Can you honestly say you have a “money plan” after you get that diploma?
No matter what your life or income situation is, it’s important to get started on the right foot. Before you can learn how to Untemplate, you need to discover the basic principles of personal finance. Don’t worry, it’s so much easier than it sounds.
Take an entire month to do each of the following steps. In one year flat, you’ll have the foundation for the rest of your successful financial life. My descriptions are brief, but a simple Google of what I’m talking about will yield you hundreds of resources.
Month 1: Organization, Accounts & Floating
“Floating,” or things you must do to avoid killing your finances while you figure the rest of this stuff out. A big example is making sure all your bills get paid on time. To do that, you need to get financially organized. Get a file, set a place aside at home–whatever you need to do to stay on top of things. Go open a checking and savings account.
Month 2: Systems
Once your basic organization is in place, decide on the systems you’ll use to track your money. No worries…if you pick one you don’t like, it’s easy to change your mind. Go with low-cost systems initially, from free (like Mint.com) to $30-$50 (like Quicken or You Need a Budget).
Month 3: Basic Principles
By now, you should be tracking what’s coming in and going out on a monthly basis. Take the third month to learn as much as you can about basic money management. There are certain principles which are tried and true–“spend less than you earn” and the concept of balance in almost everything you do are ultra-important.
Month 4: Student Loans
Most student loans will let you avoid payments for six months after graduation. Month 4 is the time to start thinking about them. That means either preparing to pay each loan, or consolidating with a single lender. Consolidation carries some benefits–a single payment, and the ability to extend and customize the loans.
Month 5: Monitoring
You’re already tracking income and expenses, but this is month to start using your systems software to its fullest potential. Analyze the charts and observe month-to-month trends.
Month 6: Budgeting & Frugality
You need to set up a budget–and it’s not the end of the world. There are two approaches to budgeting–traditional “limit” budgets, and envelope budgets. Either way, you’ll most likely find that you don’t make enough to support what you want to do. Learn all you can about frugality–how to make your dollar go further.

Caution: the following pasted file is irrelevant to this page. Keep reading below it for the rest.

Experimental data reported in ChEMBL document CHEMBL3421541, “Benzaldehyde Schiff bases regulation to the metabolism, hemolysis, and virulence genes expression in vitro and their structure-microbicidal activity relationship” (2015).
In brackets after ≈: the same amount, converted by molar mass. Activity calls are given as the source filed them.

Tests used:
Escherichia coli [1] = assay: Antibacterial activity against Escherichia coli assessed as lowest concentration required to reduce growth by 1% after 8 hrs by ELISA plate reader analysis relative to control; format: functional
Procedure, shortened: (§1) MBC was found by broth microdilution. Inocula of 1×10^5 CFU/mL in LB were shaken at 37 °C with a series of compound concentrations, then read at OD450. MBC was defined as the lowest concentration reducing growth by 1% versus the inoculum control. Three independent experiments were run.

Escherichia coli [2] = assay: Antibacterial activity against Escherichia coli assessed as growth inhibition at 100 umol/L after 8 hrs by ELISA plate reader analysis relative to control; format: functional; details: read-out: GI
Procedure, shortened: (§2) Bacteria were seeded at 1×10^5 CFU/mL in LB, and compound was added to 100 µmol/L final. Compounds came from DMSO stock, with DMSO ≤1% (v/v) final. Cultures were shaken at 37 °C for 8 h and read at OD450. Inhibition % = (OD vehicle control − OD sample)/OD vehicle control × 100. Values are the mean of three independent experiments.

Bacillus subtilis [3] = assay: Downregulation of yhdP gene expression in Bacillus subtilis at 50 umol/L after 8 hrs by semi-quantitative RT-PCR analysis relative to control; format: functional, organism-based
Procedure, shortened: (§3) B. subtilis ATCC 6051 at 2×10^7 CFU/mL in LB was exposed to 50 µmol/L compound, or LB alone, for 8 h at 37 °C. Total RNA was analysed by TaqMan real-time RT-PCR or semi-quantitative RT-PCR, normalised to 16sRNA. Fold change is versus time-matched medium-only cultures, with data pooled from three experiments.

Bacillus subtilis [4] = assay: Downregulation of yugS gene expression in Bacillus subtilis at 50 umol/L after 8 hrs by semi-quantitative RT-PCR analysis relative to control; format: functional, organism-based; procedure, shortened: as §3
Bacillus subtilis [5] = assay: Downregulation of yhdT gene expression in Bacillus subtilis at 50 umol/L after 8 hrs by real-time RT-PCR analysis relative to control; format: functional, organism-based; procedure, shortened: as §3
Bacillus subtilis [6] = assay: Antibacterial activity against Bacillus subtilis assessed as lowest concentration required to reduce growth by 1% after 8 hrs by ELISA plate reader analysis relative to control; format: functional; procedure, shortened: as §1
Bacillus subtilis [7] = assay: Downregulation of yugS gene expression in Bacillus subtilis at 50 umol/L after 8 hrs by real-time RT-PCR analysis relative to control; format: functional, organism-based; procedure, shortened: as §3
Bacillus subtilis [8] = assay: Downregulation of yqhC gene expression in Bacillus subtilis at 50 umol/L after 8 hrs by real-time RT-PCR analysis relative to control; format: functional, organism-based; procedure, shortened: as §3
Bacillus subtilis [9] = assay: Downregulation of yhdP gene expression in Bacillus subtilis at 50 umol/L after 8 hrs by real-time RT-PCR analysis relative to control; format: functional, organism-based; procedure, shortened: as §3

Month 7: Short-Range Planning
By month 6, your basics are in place and you can think ahead. Begin with short-range planning–this includes immediate savings goals (that trip next fall), irregular expenses, and boring stuff like tax planning (yes, refunds are not a guaranteed fact of life).
Month 8: Net Worth (Liabilities and Assets)
A good starting point for evaluating your month-to-month and year-to-year financial progress is to get a baseline net worth figured out. Don’t worry if it’s negative–student loans tend to make a big initial drag on your worth. Work on getting the number higher every month.
Month 9: Credit & Loans/Credit Score/Credit Report
Before you make any big purchases, it’s time to learn about credit–how to get it, how it affects your money, and how to use it responsibly. While you’re at it, get a free copy of your credit report and your credit score. Read about what affects your credit, and how you can work to improve it. Protect yourself from identity theft! Make sure to cancel before the grace period is over if you don’t want to pay for credit monitoring.
Month 10: Insurance
It might seem silly to worry about what “might” happen when you’re young and invincible. But when it comes to insurance, it’s not always what you do, but the actions of others as well. Look into complete auto insurance, disability insurance, renter’s insurance, and even life insurance if warranted.
Month 11: Income Planning & Career Management
The days of working for the same employer for 35 years are pretty much over. You’ll need to plan out your potential career moves, and have a “plan B” in case things don’t work out as planned. What income levels are you looking for now, and through the future? Will you need certifications and training classes? What will it take to get there?
Month 12: Long-Range Planning
The last month is all about you--what you want to do with the rest of your life and how money will play a role. How expensive are your major life goals? Are you thinking about (gulp!) retirement? Have you ever tried writing a financial mission statement?
Whew! This should lay out a great framework for a year-long process of learning about money. Don’t be afraid to use it as a rough guide and explore each month’s topic in your own way. Have faith in your own ability to grasp the basics of money!
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